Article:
Documents from closed court proceedings in New York have now been revealed and the information found within them suggests that the FBI used hackers to infiltrate websites belonging to other countries. Until now, very little had been known about the cyberattacks, but a recent New York Times article spells out the FBI’s strategy, based upon interviews and documents.
According to the article, a string of cyberattacks against countries like Syria and Pakistan in 2012 may have been carried out by LulzSec hacker Hector Xavier Monsegur, otherwise known as Sabu. During his time as a hacker with Anonymous, Sabu went after targets like PayPal and was eventually arrested in 2011 but continued to work as an informant without his fellow hackers knowing.
Not long after his arrest, a deal appears to have been cut between the FBI and Sabu. Though details are still slim and the FBI’s role in the international cyberattacks is not fully known, it is now understood that Monsegur worked with at least one other hacker, Jeremy Hammond. Both have been arrested but prior to their arrest, they were in possession of a long list of foreign websites that could have been vulnerable to an attack. It hasn’t been confirmed but if the FBI learned of the list after the arrest, the agency could have insisted that the hackers help attack those same websites.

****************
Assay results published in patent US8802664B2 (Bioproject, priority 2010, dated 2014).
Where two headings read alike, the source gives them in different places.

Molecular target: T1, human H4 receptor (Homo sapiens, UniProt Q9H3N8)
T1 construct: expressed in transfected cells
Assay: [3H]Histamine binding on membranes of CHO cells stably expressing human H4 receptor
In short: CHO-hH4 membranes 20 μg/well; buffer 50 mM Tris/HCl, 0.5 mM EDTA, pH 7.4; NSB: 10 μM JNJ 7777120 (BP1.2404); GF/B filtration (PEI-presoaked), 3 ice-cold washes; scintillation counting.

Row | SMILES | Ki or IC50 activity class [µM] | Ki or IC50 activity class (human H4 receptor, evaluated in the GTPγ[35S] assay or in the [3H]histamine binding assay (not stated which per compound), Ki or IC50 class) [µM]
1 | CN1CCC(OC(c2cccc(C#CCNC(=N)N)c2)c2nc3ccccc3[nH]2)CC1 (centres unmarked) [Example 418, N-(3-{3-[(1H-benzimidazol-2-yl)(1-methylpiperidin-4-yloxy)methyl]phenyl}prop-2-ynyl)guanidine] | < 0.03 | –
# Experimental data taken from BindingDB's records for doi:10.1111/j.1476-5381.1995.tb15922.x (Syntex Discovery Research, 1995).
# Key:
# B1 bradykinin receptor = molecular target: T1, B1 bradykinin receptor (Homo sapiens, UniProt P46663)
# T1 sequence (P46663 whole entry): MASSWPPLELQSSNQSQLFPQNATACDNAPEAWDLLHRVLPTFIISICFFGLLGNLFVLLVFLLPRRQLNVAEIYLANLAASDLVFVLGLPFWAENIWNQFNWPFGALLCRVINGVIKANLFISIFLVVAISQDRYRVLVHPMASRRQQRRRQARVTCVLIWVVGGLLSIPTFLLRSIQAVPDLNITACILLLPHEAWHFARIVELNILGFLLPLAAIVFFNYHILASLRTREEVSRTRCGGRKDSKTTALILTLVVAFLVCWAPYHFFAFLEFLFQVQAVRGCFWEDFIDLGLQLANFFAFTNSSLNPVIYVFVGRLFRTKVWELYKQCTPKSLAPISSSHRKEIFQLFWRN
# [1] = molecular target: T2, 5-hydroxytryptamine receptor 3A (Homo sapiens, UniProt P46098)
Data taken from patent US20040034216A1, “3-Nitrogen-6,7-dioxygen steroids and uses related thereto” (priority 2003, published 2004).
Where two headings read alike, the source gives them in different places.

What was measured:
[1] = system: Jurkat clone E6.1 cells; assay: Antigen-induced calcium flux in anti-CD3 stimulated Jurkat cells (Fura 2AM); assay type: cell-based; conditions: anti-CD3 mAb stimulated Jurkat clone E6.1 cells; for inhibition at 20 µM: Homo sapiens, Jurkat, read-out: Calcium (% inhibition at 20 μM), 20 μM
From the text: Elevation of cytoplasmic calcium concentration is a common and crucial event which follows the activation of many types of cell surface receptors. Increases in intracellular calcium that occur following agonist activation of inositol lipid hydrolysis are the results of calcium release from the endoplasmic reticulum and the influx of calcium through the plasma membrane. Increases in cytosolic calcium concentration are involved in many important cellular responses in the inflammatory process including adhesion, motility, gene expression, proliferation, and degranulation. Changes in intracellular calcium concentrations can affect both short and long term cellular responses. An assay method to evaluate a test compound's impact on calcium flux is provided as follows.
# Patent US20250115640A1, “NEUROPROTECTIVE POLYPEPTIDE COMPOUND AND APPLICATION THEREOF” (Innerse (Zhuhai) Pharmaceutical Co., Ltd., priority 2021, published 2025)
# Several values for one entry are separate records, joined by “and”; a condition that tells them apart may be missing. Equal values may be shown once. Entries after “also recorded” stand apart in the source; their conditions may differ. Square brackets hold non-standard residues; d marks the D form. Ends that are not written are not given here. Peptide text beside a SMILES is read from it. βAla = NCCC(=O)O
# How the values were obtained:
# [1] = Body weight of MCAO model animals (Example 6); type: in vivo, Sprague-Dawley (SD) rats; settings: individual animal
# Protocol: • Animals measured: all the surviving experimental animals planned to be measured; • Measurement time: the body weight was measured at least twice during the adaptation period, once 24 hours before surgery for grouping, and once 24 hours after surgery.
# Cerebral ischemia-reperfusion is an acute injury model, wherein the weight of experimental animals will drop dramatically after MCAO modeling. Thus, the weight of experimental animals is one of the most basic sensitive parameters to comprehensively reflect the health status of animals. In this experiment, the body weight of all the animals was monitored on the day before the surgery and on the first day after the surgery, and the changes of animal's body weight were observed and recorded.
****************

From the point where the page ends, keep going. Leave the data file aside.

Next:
In 2012, Sabu exploited a vulnerability in the foreign websites, took data from them, and then uploaded that data to a server that was being monitored by the FBI.
It had previously been revealed that Sabu turned on his fellow Anonymous hackers after his arrest. Court documents showed that he had decided to help the FBI by putting together a list of identities for some of the people involved in the world’s largest hacker collective.
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Summary: A former Anonymous hacker, Sabu, was reportedly involved in a string of international cyberattacks in 2012. Following his arrest in 2011, it appears that the FBI used Sabu to carry out the attacks, with at least one other hacker.
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